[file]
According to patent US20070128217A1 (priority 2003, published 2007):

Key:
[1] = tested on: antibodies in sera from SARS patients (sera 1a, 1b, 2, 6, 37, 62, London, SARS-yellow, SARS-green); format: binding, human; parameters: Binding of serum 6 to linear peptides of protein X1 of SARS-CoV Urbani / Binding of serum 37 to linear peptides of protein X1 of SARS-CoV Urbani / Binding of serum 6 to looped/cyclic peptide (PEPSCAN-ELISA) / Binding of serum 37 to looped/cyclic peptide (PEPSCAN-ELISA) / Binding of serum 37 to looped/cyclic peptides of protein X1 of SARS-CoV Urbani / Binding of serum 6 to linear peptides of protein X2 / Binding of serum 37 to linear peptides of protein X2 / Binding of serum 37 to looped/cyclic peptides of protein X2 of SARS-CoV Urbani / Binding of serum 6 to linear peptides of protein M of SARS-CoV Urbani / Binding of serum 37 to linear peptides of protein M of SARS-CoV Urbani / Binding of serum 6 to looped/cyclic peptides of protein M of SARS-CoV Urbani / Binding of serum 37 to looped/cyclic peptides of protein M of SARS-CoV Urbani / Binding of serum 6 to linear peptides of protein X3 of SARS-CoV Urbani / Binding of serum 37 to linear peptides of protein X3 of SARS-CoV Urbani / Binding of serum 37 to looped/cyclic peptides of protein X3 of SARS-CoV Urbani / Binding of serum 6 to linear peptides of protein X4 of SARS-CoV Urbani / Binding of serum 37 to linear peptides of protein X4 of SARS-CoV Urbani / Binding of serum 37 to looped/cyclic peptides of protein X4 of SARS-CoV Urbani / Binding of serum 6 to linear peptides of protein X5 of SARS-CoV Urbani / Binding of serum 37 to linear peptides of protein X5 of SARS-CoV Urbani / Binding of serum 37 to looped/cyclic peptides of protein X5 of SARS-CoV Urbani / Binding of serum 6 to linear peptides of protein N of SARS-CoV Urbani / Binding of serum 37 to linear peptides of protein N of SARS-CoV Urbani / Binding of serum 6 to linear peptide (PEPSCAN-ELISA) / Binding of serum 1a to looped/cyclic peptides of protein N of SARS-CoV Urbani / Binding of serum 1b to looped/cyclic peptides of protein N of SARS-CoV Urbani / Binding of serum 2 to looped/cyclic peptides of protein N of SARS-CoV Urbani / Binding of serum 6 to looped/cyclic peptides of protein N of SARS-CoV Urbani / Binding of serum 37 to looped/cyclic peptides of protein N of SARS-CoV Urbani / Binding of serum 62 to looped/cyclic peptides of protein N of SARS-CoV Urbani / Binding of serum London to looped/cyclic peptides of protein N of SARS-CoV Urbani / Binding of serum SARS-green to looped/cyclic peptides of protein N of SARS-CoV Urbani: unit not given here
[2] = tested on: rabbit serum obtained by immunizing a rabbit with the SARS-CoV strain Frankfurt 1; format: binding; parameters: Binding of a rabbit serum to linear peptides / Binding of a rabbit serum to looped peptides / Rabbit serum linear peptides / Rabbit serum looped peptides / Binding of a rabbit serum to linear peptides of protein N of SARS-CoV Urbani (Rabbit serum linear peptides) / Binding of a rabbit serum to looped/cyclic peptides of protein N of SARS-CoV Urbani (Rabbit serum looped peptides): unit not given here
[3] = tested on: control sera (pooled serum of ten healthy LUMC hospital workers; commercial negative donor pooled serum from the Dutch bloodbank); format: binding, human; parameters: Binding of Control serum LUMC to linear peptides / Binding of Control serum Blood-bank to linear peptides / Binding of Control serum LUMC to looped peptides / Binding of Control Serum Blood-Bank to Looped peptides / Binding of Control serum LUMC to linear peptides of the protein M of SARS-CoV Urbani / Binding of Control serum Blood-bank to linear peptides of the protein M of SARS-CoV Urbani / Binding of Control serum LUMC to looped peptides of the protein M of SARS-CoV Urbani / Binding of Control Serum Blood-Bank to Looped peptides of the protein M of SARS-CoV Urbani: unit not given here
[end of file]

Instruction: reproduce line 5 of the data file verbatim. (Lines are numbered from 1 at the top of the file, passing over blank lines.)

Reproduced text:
[3] = tested on: control sera (pooled serum of ten healthy LUMC hospital workers; commercial negative donor pooled serum from the Dutch bloodbank); format: binding, human; parameters: Binding of Control serum LUMC to linear peptides / Binding of Control serum Blood-bank to linear peptides / Binding of Control serum LUMC to looped peptides / Binding of Control Serum Blood-Bank to Looped peptides / Binding of Control serum LUMC to linear peptides of the protein M of SARS-CoV Urbani / Binding of Control serum Blood-bank to linear peptides of the protein M of SARS-CoV Urbani / Binding of Control serum LUMC to looped peptides of the protein M of SARS-CoV Urbani / Binding of Control Serum Blood-Bank to Looped peptides of the protein M of SARS-CoV Urbani: unit not given here